BORIS JOHNSON, BRITISH FOREIGN SECRETARY: Yes, I do understand people's feelings, I do understand why people feel such indignation about the whole business, the pain of the whole business of the lockdown. But, I really also think that what they want now is for us to focus on them, and their needs, rather those in a political ding- dong about what one adviser may or may not have done. And to repeat an important one, which I think that you've ignored it, a lot of the allegations that were made about that advisor wouldn't simply not correct.


CHURCH: Nic Robertson has been following all of this. He joins us now live from London. Good to see you, Nic. So, the Prime Minister spokesman denies the plan to open schools was to distract from the Cumming's controversy. But others say that is exactly what it was. What more are you learning about this and of course, the review of the lockdown measures?


NIC ROBERTSON, CNN SENIOR INTERNATIONAL CORRESPONDENT: Well, there is certainly there's the aspiration of the people in the country at the moment to see a change and an easing of a lockdown measures. The schools issue has been something that has been going on for a number of weeks before the Dominic Cummings, you know, affair and incident came to life.

The Prime Minister desperate in that 90-minute grilling by M.P.'s and he criticized by M.P.s from within his own party and the opposition party for the position that is taking over Dominic Cummings, but the Prime Minister very clearly saying on several occasions that he thinks it's time to move on, that the information has been put out there on the public domain.

Unfortunate for the Prime Minister, the vast majority of people in the U.K. believe that some of the things that Dominic Cummings said and put out in the public domain, rather than clearing the air, raised questions about his drive over 60 miles to a beauty spot there and back, to ostensibly as he said to test his eyesight. That really is not washing with the British population at the moment.

And also the fact that he went home, so his wife, will had covid-19 symptoms, he went back to the office which was against government advice. So, I think we are -- the Prime Minister at least feels that his moving out of it, and he maybe because people genuinely want to see things about the lockdown change.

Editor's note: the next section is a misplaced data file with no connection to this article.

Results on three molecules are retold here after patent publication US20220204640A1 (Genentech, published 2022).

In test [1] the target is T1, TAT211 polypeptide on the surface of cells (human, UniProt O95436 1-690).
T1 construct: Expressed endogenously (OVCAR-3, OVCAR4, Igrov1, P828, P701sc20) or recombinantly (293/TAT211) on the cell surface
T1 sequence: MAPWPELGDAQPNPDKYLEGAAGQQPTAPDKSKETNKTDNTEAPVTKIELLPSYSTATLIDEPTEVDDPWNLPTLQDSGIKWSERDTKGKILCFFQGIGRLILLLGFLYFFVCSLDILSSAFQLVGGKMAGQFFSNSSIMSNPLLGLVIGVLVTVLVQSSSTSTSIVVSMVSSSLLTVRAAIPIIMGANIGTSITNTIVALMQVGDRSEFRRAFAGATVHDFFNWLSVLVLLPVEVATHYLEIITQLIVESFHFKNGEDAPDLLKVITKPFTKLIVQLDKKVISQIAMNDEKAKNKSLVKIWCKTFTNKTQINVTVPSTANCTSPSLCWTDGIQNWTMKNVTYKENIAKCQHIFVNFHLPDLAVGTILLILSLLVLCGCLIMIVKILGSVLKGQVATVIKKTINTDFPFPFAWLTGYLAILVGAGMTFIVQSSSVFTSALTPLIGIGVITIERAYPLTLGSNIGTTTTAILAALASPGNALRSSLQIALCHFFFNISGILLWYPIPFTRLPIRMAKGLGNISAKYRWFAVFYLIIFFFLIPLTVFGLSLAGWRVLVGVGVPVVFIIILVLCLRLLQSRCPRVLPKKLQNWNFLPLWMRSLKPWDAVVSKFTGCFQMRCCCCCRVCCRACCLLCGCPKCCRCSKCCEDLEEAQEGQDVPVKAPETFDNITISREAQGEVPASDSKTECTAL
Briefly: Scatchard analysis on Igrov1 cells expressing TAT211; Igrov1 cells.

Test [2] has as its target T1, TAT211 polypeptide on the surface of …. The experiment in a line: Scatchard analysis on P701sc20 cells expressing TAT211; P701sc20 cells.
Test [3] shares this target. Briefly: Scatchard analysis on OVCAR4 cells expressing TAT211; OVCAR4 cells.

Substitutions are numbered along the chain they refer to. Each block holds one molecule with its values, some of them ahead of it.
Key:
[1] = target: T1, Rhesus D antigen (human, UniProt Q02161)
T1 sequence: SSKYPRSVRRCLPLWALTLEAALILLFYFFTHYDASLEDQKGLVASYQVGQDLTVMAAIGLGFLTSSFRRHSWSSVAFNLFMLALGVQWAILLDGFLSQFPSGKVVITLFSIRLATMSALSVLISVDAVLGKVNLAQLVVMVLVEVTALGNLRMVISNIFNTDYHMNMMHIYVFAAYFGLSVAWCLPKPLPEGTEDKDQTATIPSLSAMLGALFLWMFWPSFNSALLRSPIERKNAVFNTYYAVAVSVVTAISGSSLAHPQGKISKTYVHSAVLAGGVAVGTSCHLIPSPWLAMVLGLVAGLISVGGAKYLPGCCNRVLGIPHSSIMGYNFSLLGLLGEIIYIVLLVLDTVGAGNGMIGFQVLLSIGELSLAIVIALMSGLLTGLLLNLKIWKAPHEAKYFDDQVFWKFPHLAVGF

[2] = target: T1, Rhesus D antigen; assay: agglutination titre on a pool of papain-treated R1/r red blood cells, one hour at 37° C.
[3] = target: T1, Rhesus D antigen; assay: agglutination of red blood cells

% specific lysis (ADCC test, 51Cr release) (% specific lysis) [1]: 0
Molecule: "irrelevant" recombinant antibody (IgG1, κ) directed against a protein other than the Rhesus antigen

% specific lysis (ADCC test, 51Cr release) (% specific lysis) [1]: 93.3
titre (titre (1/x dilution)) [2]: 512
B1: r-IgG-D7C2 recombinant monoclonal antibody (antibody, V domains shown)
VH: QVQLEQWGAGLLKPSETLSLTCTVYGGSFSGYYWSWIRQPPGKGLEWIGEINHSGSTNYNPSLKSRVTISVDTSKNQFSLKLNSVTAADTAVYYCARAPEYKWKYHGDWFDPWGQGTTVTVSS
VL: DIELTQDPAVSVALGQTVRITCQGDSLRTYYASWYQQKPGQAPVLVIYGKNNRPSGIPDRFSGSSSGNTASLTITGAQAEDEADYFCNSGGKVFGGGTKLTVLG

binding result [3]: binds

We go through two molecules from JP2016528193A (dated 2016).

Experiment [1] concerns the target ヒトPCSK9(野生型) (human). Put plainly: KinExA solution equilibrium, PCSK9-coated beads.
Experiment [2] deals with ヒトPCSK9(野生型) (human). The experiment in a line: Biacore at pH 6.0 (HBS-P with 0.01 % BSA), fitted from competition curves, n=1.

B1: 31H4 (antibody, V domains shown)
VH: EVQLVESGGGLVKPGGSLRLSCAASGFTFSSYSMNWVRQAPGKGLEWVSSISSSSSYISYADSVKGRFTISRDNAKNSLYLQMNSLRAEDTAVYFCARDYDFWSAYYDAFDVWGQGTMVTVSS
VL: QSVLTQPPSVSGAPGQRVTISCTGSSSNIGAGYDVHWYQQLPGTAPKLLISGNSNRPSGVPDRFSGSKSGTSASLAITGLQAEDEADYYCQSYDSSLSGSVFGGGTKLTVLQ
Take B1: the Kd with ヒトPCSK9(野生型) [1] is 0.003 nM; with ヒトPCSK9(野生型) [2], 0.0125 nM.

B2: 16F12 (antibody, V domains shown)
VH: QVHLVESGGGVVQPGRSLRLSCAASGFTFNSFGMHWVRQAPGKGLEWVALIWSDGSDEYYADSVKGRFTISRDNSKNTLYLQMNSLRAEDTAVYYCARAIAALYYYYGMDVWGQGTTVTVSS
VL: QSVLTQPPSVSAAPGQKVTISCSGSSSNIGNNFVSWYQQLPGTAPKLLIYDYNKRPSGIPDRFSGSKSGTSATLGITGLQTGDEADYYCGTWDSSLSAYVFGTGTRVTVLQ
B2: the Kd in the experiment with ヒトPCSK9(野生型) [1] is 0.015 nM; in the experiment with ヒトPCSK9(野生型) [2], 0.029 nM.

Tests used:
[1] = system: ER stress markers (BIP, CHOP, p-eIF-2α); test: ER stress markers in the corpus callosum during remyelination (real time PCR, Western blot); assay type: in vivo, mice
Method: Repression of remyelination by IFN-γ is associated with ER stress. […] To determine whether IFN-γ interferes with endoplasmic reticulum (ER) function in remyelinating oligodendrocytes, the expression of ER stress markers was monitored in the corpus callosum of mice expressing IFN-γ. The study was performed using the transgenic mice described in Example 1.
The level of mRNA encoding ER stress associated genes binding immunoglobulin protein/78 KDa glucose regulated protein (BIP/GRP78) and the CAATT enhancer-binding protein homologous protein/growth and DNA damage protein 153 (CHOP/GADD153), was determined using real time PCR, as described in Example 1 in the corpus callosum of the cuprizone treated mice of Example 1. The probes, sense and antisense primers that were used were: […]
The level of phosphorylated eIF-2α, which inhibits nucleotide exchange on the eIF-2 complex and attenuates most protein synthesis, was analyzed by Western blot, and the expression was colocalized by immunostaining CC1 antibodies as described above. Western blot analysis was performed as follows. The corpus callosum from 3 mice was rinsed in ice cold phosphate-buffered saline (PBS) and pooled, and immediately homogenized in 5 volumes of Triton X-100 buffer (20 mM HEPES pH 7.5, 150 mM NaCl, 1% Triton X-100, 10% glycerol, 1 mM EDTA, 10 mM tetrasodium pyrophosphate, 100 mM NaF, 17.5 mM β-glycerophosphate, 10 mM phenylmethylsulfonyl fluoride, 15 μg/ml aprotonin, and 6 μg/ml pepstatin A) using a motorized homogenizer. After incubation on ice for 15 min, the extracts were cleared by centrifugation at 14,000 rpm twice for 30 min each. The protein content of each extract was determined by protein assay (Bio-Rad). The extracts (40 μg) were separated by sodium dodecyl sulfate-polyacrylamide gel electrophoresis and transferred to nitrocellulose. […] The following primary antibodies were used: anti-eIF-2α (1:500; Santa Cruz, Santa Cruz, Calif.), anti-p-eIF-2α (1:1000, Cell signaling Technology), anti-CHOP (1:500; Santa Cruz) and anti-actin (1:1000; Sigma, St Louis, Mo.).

CHURCH: Yes. Indeed. And Nic, I also want to ask, you the U.K. is set to launch a test and trace system to track the coronavirus in an effort to replace national lockdown restrictions, what do we know so far?

ROBERTSON: That is going to go into live action in about 24 minutes from now. This is a system whereby if you have come in contact with someone who has tested positive, then you can expect to be contacted by trackers working for the government, working for the national health service. So, how does this work?

If you've tested positive, you were taught to government employees are about 25,000 of them, about 7,000 clinical experts who will talk to you about who you've seen over recent dates. You yourself after testing positive will be expected to isolate for seven days, and anyone that you have come into contact with, in less than a meter, from about for less than a minute or around about a minute or two meters from about 50 minutes they will be expected to isolate for two weeks, 14 days. The Secretary of State for health is calling this a civic duty. This is how he explained it.


MATT HANCOCK, BRITISH SECRETARY OF STATE FOR HEALTH AND SOCIAL CARE: In the first instance, this will be voluntary. We think that there is a very, very strong instinct from the British people to follow these. So, when the NHS phones you up or contacts you and says, you must isolate. Then, we are confident that people will. Now, of course, we could also mandate that, but in the first instance we are not going to.


ROBERTSON: So, the Prime Minister has also said that there could be sanctions like fines if people don't do this and follow the instructions, and all government ministers here are saying this test and trace is absolutely critical to coming out of lockdown to getting the things that people want, such as being able to see families and spend more time with friends.

CHURCH: OK. We will be watching to see how it works. Nic Robertson bringing us the very latest there live from London. Many thanks.

Well much of the world turned to strict lockdown measures, Sweden adopted a very different strategy to stop the coronavirus. But it's not clear if it's working. Sweden has imposed only very life restrictions on daily life, with the hope that it will result in enough people having antibodies to stop the disease. But as the death toll rises, so does the controversy. CNN's Phil Black reports.


PHIL BLACK, CNN CORRESPONDENT: Sweden at the time of covid-19 has two very different faces. One is normal, fun, almost carefree, as happy groups enjoy the sunshine. It's easy to meet people who have embraced the official message of staying safe through their personal responsibility.

UNIDENTIFIED FEMALE: It's about finding ways to enjoy the Swedish summer, but still remain respectful of other people doing so.

BLACK: While people joking around while lining up for restaurants.

UNIDENTIFIED FEMALE: We drank some hand sanitizer before we came. So I think we're good.

BLACK: But there is another face to this country, and it's twisted in grief.

LELI SEDGHI, DAUGHTER OF CORONAVIRUS VICTIM: It's horrible. He didn't deserve to die this way. I never -- I could've held his hand.

BLACK: Leli Sedghi's father was 92. He lived in a care home, she says he fell ill with covid-19 and died seven days later without ever seen a doctor.


SEDGHI: She gave him a shot of morphine, and she just left him there. Couldn't be with him. He died alone, and it's just haunting me. It is haunting me so heard.